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Taxact2010 Publication 516 - Additional Material Prev Up Next Home More Online Publications
Research Your Options
- Learn what rights you have when buying a used car. Contact your state or local consumer protection office.
- Find out in advance what paperwork you will need to register a vehicle. Contact your state's motor vehicle department.
- Check prices of similar models using the NADA Official Used Car Guide published by the National Automobile Dealer Association or the Kelley Blue Book. These guides are usually available at local libraries.
- Research the vehicle's history. Ask the seller for details concerning past owners, use, and maintenance. Next, find out whether the car has been damaged in a flood, involved in a crash, been labeled a lemon or had its odometer rolled back. The vehicle identification number (VIN) will help you do this.
- Your state motor vehicle department can research the car's title history. Inspect the title for "salvage," "rebuilt", or similar notations.
The National Highway Traffic Safety Administration lists VINs of its crash-test vehicles and will let you search an online database of manufacturer service bulletins.
Vehiclehistory.gov and the National Insurance Crime Bureau’s free database are centralized places for consumers to buy information on the history of vehicles gathered from state motor vehicle departments and other sources. These reports are helpful but do not guarantee that a vehicle is accident-free.
- The Center for Auto Safety provides information on safety defects, recalls, and lemons, as well as service bulletins.
- Make sure any mileage disclosures match the odometer reading on the car.
- Check the warranty. If a manufacturer's warranty is still in effect, contact the manufacturer to make sure you can use the coverage.
- Ask about the dealer's return policy. Get it in writing and read it carefully.
- Have the car inspected by your mechanic. Talk to the seller and agree in advance that you'll pay for the examination if the car passes inspection, but the seller will pay if significant problems are discovered. A qualified mechanic should check the vehicle's frame, tires, air bags and undercarriage, as well as the engine.
- Examine dealer documents carefully. Make sure you are buying- not leasing- the vehicle. Leases use terms such as "balloon payment" and "base mileage" disclosures.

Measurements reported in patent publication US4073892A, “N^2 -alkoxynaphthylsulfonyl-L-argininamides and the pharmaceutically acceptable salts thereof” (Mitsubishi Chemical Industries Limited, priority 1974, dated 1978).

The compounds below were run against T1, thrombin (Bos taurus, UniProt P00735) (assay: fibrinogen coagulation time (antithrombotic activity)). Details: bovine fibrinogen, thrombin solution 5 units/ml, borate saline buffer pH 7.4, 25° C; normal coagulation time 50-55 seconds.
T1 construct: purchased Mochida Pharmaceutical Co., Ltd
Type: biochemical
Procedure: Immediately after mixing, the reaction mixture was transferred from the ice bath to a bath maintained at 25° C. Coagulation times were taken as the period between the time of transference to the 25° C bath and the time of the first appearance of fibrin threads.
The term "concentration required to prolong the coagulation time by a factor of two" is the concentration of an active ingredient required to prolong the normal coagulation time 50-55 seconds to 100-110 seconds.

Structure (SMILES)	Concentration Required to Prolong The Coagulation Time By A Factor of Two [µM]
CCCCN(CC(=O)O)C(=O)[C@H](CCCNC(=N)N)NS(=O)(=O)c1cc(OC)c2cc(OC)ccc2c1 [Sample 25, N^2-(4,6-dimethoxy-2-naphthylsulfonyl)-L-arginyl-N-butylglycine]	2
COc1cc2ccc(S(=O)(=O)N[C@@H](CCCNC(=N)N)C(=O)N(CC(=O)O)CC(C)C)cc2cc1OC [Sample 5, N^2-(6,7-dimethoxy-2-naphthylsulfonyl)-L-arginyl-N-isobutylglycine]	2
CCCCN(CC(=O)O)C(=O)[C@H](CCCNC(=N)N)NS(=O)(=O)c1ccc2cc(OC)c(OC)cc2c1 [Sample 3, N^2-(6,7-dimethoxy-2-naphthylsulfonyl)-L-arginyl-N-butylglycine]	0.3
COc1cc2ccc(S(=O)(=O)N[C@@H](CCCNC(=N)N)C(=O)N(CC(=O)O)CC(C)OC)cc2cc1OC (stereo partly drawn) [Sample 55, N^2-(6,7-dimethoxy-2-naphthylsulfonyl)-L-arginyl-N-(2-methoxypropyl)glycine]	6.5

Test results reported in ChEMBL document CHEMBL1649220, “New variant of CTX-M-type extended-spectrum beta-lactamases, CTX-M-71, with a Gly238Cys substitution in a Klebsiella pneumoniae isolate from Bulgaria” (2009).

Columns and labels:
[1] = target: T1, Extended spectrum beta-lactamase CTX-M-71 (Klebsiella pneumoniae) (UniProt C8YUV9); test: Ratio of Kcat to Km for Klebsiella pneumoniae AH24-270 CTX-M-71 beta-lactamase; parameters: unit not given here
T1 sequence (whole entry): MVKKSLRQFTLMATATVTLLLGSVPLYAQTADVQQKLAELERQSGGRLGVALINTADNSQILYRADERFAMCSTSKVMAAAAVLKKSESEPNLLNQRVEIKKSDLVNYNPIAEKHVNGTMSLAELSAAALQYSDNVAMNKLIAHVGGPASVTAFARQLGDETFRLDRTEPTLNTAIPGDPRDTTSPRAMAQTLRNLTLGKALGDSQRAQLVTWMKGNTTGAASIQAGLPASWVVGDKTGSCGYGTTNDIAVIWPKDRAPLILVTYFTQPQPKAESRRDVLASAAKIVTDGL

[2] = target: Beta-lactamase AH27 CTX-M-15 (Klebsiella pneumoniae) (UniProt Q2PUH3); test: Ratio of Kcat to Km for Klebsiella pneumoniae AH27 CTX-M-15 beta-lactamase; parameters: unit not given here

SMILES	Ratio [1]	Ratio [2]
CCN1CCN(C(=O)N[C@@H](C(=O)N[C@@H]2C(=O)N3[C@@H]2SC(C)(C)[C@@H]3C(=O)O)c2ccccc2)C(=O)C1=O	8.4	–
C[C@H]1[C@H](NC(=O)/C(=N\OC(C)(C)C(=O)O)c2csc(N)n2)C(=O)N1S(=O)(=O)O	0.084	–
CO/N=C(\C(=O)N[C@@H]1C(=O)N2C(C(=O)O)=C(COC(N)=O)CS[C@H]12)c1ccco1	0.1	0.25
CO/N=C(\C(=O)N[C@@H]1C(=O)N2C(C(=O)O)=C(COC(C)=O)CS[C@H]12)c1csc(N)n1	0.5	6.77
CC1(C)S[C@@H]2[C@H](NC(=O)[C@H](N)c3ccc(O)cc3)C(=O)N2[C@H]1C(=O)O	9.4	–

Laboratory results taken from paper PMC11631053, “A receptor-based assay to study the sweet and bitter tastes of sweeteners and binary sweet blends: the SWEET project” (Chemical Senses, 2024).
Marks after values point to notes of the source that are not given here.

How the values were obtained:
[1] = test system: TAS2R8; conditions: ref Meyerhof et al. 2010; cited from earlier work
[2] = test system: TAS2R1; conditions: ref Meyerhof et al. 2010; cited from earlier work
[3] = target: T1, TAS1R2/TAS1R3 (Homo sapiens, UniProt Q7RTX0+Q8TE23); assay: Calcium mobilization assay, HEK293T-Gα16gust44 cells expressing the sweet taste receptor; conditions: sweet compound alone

Taxact2010 33. Taxact2010 Credit for the Elderly or the Disabled Table of Contents Introduction Useful Items - You may want to see: Are You Eligible for the Credit?Qualified Individual Income Limits How to Claim the CreditCredit Figured for You Credit Figured by You Introduction If you qualify, you may be able to reduce the tax you owe by taking the credit for the elderly or the disabled which is figured on Schedule R (Form 1040A or 1040). Taxact2010 This chapter explains the following. Taxact2010 Who qualifies for the credit for the elderly or the disabled. Taxact2010 How to claim the credit. Taxact2010 You may be able to take the credit for the elderly or the disabled if: You are age 65 or older at the end of 2013, or You retired on permanent and total disability and have taxable disability income. Taxact2010 Useful Items - You may want to see: Publication 524 Credit for the Elderly or the Disabled 554 Tax Guide for Seniors Form (and Instruction) Schedule R (Form 1040A or 1040) Credit for the Elderly or the Disabled Are You Eligible for the Credit? You can take the credit for the elderly or the disabled if you meet both of the following requirements. Taxact2010 You are a qualified individual. Taxact2010 Your income is not more than certain limits. Taxact2010 You can use Figure 33-A and Table 33-1 as guides to see if you are eligible for the credit. Taxact2010 Use Figure 33-A first to see if you are a qualified individual. Taxact2010 If you are, go to Table 33-1 to make sure your income is not too high to take the credit. Taxact2010 You can take the credit only if you file Form 1040 or Form 1040A. Taxact2010 You cannot take the credit if you file Form 1040EZ. Taxact2010 Qualified Individual You are a qualified individual for this credit if you are a U. Taxact2010 S. Taxact2010 citizen or resident alien, and either of the following applies. Taxact2010 You were age 65 or older at the end of 2013. Taxact2010 You were under age 65 at the end of 2013 and all three of the following statements are true. Taxact2010 You retired on permanent and total disability (explained later). Taxact2010 You received taxable disability income for 2013. Taxact2010 On January 1, 2013, you had not reached mandatory retirement age (defined later under Disability income ). Taxact2010 Age 65. Taxact2010 You are considered to be age 65 on the day before your 65th birthday. Taxact2010 Therefore, if you were born on January 1, 1949, you are considered to be age 65 at the end of 2013. Taxact2010 U. Taxact2010 S. Taxact2010 Citizen or Resident Alien You must be a U. Taxact2010 S. Taxact2010 citizen or resident alien (or be treated as a resident alien) to take the credit. Taxact2010 Generally, you cannot take the credit if you were a nonresident alien at any time during the tax year. Taxact2010 Exceptions. Taxact2010 You may be able to take the credit if you are a nonresident alien who is married to a U. Taxact2010 S. Taxact2010 citizen or resident alien at the end of the tax year and you and your spouse choose to treat you as a U. Taxact2010 S. Taxact2010 resident alien. Taxact2010 If you make that choice, both you and your spouse are taxed on your worldwide incomes. Taxact2010 If you were a nonresident alien at the beginning of the year and a resident alien at the end of the year, and you were married to a U. Taxact2010 S. Taxact2010 citizen or resident alien at the end of the year, you may be able to choose to be treated as a U. Taxact2010 S. Taxact2010 resident alien for the entire year. Taxact2010 In that case, you may be allowed to take the credit. Taxact2010 For information on these choices, see chapter 1 of Publication 519, U. Taxact2010 S. Taxact2010 Tax Guide for Aliens. Taxact2010 Married Persons Generally, if you are married at the end of the tax year, you and your spouse must file a joint return to take the credit. Taxact2010 However, if you and your spouse did not live in the same household at any time during the tax year, you can file either a joint return or separate returns and still take the credit. Taxact2010 Head of household. Taxact2010 You can file as head of household and qualify to take the credit, even if your spouse lived with you during the first 6 months of the year, if you meet certain tests. Taxact2010 See Head of Household in chapter 2 for the tests you must meet. Taxact2010 Under Age 65 If you are under age 65 at the end of 2013, you can qualify for the credit only if you are retired on permanent and total disability (discussed next) and have taxable disability income (discussed later under Disability income ). Taxact2010 You are retired on permanent and total disability if: You were permanently and totally disabled when you retired, and You retired on disability before the close of the tax year. Taxact2010 Even if you do not retire formally, you may be considered retired on disability when you have stopped working because of your disability. Taxact2010 If you retired on disability before 1977, and were not permanently and totally disabled at the time, you can qualify for the credit if you were permanently and totally disabled on January 1, 1976, or January 1, 1977. Taxact2010 Permanent and total disability. Taxact2010 You are permanently and totally disabled if you cannot engage in any substantial gainful activity because of your physical or mental condition. Taxact2010 A qualified physician must certify that the condition has lasted or can be expected to last continuously for 12 months or more, or that the condition can be expected to result in death. Taxact2010 See Physician's statement , later. Taxact2010 Substantial gainful activity. Taxact2010 Substantial gainful activity is the performance of significant duties over a reasonable period of time while working for pay or profit, or in work generally done for pay or profit. Taxact2010 Full-time work (or part-time work done at your employer's convenience) in a competitive work situation for at least the minimum wage conclusively shows that you are able to engage in substantial gainful activity. Taxact2010 Substantial gainful activity is not work you do to take care of yourself or your home. Taxact2010 It is not unpaid work on hobbies, institutional therapy or training, school attendance, clubs, social programs, and similar activities. Taxact2010 However, doing this kind of work may show that you are able to engage in substantial gainful activity. Taxact2010 The fact that you have not worked for some time is not, of itself, conclusive evidence that you cannot engage in substantial gainful activity. Taxact2010 Sheltered employment. Taxact2010 Certain work offered at qualified locations to physically or mentally impaired persons is considered sheltered employment. Taxact2010 These qualified locations are in sheltered workshops, hospitals, and similar institutions, homebound programs, and Department of Veterans Affairs (VA) sponsored homes. Taxact2010 Compared to commercial employment, pay is lower for sheltered employment. Taxact2010 Therefore, one usually does not look for sheltered employment if he or she can get other employment. Taxact2010 The fact that one has accepted sheltered employment is not proof of the person's ability to engage in substantial gainful activity. Taxact2010 Physician's statement. Taxact2010 If you are under age 65, you must have your physician complete a statement certifying that you were permanently and totally disabled on the date you retired. Taxact2010 You can use the statement in the Instructions for Schedule R. Taxact2010 Figure 33-A. Taxact2010 Are You a Qualified Individual? This image is too large to be displayed in the current screen. Taxact2010 Please click the link to view the image. Taxact2010 Figure 33-A Are You a Qualified Individual? You do not have to file this statement with your Form 1040 or Form 1040A, but you must keep it for your records. Taxact2010 Veterans. Taxact2010 If the Department of Veterans Affairs (VA) certifies that you are permanently and totally disabled, you can substitute VA Form 21-0172, Certification of Permanent and Total Disability, for the physician's statement you are required to keep. Taxact2010 VA Form 21-0172 must be signed by a person authorized by the VA to do so. Taxact2010 You can get this form from your local VA regional office. Taxact2010 Physician's statement obtained in earlier year. Taxact2010 If you got a physician's statement in an earlier year and, due to your continued disabled condition, you were unable to engage in any substantial gainful activity during 2013, you may not need to get another physician's statement for 2013. Taxact2010 For a detailed explanation of the conditions you must meet, see the instructions for Schedule R, Part II. Taxact2010 If you meet the required conditions, check the box on your Schedule R, Part II, line 2. Taxact2010 If you checked box 4, 5, or 6 in Part I of Schedule R, enter in the space above the box on line 2 in Part II the first name(s) of the spouse(s) for whom the box is checked. Taxact2010 Table 33-1. Taxact2010 Income Limits IF your filing status is . Taxact2010 . Taxact2010 . Taxact2010 THEN, even if you qualify (see Figure 33-A ), you CANNOT take the credit if. Taxact2010 . Taxact2010 . Taxact2010 Your adjusted gross income (AGI)* is equal to or more than. Taxact2010 . Taxact2010 . Taxact2010 OR the total of your nontaxable social security and other nontaxable pension(s), annuities, or disability income is equal to or more than. Taxact2010 . Taxact2010 . Taxact2010 single, head of household, or qualifying widow(er) with dependent child $17,500 $5,000 married filing jointly and only one spouse qualifies in Figure 33-A $20,000 $5,000 married filing jointly and both spouses qualify in Figure 33-A $25,000 $7,500 married filing separately and you lived apart from your spouse for all of 2013 $12,500 $3,750 * AGI is the amount on Form 1040A, line 22, or Form 1040, line 38. Taxact2010 Disability income. Taxact2010 If you are under age 65, you must also have taxable disability income to qualify for the credit. Taxact2010 Disability income must meet both of the following requirements. Taxact2010 It must be paid under your employer's accident or health plan or pension plan. Taxact2010 It must be included in your income as wages (or payments instead of wages) for the time you are absent from work because of permanent and total disability. Taxact2010 Payments that are not disability income. Taxact2010 Any payment you receive from a plan that does not provide for disability retirement is not disability income. Taxact2010 Any lump-sum payment for accrued annual leave that you receive when you retire on disability is a salary payment and is not disability income. Taxact2010 For purposes of the credit for the elderly or the disabled, disability income does not include amounts you receive after you reach mandatory retirement age. Taxact2010 Mandatory retirement age is the age set by your employer at which you would have had to retire, had you not become disabled. Taxact2010 Income Limits To determine if you can claim the credit, you must consider two income limits. Taxact2010 The first limit is the amount of your adjusted gross income (AGI). Taxact2010 The second limit is the amount of nontaxable social security and other nontaxable pensions, annuities, or disability income you received. Taxact2010 The limits are shown in Table 33-1. Taxact2010 If your AGI and nontaxable pensions, annuities, or disability income are less than the income limits, you may be able to claim the credit. Taxact2010 See How to Claim the Credit , later. Taxact2010 If either your AGI or your nontaxable pensions, annuities, or disability income are equal to or more than the income limits, you cannot take the credit. Taxact2010 How to Claim the Credit You can figure the credit yourself or the Internal Revenue Service will figure it for you. Taxact2010 Credit Figured for You If you choose to have the IRS figure the credit for you, read the following discussion for the form you will file (Form 1040 or 1040A). Taxact2010 If you want the IRS to figure your tax, see chapter 30. Taxact2010 Form 1040. Taxact2010 If you want the IRS to figure your credit, see Form 1040 Line Entries under Tax Figured by IRS in chapter 30. Taxact2010 Form 1040A. Taxact2010 If you want the IRS to figure your credit, see Form 1040A Line Entries under Tax Figured by IRS in chapter 30. Taxact2010 Credit Figured by You If you choose to figure the credit yourself, fill out the front of Schedule R. Taxact2010 Next, fill out Schedule R, Part III. Taxact2010 If you file Form 1040A, enter the amount from Schedule R, line 22, on Form 1040A, line 30. Taxact2010 If you file Form 1040, include the amount from Schedule R, line 22, on line 53; check box c, and enter “Sch R” on the line next to that box. Taxact2010 For a step-by-step discussion about filling out Part III of Schedule R, see Figuring the Credit Yourself in Publication 524. Taxact2010 Limit on credit. Taxact2010 The amount of the credit you can claim is generally limited to the amount of your tax. Taxact2010 Use the Credit Limit Worksheet in the Instructions for Schedule R to determine if your credit is limited. Taxact2010 Prev Up Next Home More Online Publications